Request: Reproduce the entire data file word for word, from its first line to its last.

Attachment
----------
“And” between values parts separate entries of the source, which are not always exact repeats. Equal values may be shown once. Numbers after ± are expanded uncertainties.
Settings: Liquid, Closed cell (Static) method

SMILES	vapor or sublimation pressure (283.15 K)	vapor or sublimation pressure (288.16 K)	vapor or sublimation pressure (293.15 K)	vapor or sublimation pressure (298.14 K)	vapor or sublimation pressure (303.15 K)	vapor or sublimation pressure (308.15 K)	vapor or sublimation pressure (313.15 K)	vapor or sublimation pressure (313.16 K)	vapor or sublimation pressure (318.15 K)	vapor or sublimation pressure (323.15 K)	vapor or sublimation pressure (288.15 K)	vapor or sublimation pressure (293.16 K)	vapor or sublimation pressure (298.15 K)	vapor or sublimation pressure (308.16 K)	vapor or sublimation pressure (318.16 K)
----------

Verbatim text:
“And” between values parts separate entries of the source, which are not always exact repeats. Equal values may be shown once. Numbers after ± are expanded uncertainties.
Settings: Liquid, Closed cell (Static) method

SMILES	vapor or sublimation pressure (283.15 K)	vapor or sublimation pressure (288.16 K)	vapor or sublimation pressure (293.15 K)	vapor or sublimation pressure (298.14 K)	vapor or sublimation pressure (303.15 K)	vapor or sublimation pressure (308.15 K)	vapor or sublimation pressure (313.15 K)	vapor or sublimation pressure (313.16 K)	vapor or sublimation pressure (318.15 K)	vapor or sublimation pressure (323.15 K)	vapor or sublimation pressure (288.15 K)	vapor or sublimation pressure (293.16 K)	vapor or sublimation pressure (298.15 K)	vapor or sublimation pressure (308.16 K)	vapor or sublimation pressure (318.16 K)